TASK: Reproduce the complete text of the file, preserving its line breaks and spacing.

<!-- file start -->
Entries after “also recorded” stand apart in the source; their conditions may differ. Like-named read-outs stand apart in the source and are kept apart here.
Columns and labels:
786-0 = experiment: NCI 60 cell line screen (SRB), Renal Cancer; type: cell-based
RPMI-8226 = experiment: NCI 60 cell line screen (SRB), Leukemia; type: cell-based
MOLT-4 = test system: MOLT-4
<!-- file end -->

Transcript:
Entries after “also recorded” stand apart in the source; their conditions may differ. Like-named read-outs stand apart in the source and are kept apart here.
Columns and labels:
786-0 = experiment: NCI 60 cell line screen (SRB), Renal Cancer; type: cell-based
RPMI-8226 = experiment: NCI 60 cell line screen (SRB), Leukemia; type: cell-based
MOLT-4 = test system: MOLT-4